The payment value will be determined in accordance with the FMV of the cryptocurrency in NIS. The FMV will be based on the internet site that was used to purchase the cryptocurrency for the barter transaction or other similar sites. However, if the purchased asset/service has a fixed or quoted market price, the value of the cryptocurrency will be according to the market price of the purchase.  All transactions paid via cryptocurrency are subject to withholding tax as applicable and according to the withholding tax regulations.

Value Added Taxes (VAT):

Cryptocurrency is considered an intangible asset and is therefore defined as "goods" per the Value Added Tax Law 5735- 1975 ("the VAT Law") in every aspect (transaction price, billing date, tax rates, etc.). If one carried out a  transaction in cryptocurrency, and the transaction had a commercial nature, he will be required to report it in accordance with the VAT regulations. The use of cryptocurrency as payment for a service/asset is defined as a barter transaction. Consequently, the value of the transaction will be determined for VAT purposes via the VAT Law.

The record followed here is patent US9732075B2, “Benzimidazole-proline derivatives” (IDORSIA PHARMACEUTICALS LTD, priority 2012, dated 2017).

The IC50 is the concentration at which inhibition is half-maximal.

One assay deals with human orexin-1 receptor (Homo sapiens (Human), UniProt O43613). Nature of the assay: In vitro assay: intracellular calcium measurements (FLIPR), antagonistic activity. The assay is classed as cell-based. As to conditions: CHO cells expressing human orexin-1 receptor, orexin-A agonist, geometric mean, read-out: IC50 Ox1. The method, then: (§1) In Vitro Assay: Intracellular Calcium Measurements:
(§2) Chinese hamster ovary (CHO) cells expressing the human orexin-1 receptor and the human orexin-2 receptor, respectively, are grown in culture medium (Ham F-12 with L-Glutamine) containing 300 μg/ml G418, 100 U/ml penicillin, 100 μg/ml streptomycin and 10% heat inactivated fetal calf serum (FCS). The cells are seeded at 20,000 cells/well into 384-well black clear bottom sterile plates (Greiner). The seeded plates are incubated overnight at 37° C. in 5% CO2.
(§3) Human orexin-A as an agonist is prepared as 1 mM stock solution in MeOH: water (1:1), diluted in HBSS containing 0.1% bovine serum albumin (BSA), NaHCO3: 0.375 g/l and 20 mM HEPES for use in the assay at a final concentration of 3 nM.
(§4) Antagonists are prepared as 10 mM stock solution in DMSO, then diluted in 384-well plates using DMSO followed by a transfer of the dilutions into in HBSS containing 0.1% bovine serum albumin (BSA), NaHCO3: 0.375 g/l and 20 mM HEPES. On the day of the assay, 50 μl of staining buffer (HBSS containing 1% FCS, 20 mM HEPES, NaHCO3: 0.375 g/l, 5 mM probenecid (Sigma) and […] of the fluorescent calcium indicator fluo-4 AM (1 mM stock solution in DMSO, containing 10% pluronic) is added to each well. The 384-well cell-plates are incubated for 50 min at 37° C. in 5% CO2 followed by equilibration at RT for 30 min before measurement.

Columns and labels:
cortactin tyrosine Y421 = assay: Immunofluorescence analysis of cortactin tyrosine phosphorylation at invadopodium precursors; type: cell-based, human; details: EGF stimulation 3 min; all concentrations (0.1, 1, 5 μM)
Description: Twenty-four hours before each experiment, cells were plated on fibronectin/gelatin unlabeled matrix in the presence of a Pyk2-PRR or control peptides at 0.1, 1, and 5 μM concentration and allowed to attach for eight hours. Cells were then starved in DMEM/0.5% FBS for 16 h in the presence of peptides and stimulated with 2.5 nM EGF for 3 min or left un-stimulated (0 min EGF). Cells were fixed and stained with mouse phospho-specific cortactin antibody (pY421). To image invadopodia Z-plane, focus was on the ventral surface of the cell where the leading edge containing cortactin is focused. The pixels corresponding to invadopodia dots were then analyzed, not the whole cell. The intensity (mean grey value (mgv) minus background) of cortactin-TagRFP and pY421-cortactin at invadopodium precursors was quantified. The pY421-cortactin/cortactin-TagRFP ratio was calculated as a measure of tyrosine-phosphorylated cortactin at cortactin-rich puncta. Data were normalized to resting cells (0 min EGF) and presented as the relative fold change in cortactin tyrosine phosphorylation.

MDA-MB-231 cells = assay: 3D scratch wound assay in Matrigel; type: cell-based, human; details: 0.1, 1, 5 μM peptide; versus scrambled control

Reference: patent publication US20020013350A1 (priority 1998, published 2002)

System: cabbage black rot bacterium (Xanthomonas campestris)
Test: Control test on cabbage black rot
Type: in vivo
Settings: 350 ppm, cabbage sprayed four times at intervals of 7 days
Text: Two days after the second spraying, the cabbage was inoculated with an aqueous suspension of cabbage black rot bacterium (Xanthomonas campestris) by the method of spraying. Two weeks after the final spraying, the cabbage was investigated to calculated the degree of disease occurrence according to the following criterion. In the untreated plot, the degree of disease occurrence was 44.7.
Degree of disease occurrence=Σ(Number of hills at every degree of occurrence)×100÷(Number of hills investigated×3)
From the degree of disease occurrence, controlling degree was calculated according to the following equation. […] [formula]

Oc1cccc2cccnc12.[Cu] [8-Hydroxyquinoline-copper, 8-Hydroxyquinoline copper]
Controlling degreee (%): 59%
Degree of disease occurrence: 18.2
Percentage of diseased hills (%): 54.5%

Conclusion:

Since technology changed the way we think about money, the IRS and the ITA will most likely start making the reporting of cryptocurrency a compliance priority in an aim to prevent money laundering and tax evasion. We suggest that you stay ahead of the game by establishing a record-keeping system and keeping track of when you acquire and when you dispose of the cryptocurrency, so that you are ready for whatever might lie ahead.

Dave Wolf, a U.S. and Israeli tax attorney, is a partner at Dave Wolf & Co. Law Firm, a law firm specializing in taxation and wealth management and can be reached at 02-626-2595. Mirit Hoffman (Reif), an Israeli tax attorney, is Of Counsel to the firm and can be reached at 052-240-7999.

The content of this article is intended to provide a general guide to the subject matter and is not a substitute for legal consultation. Specific legal advice should be sought in accordance with the particular circumstances.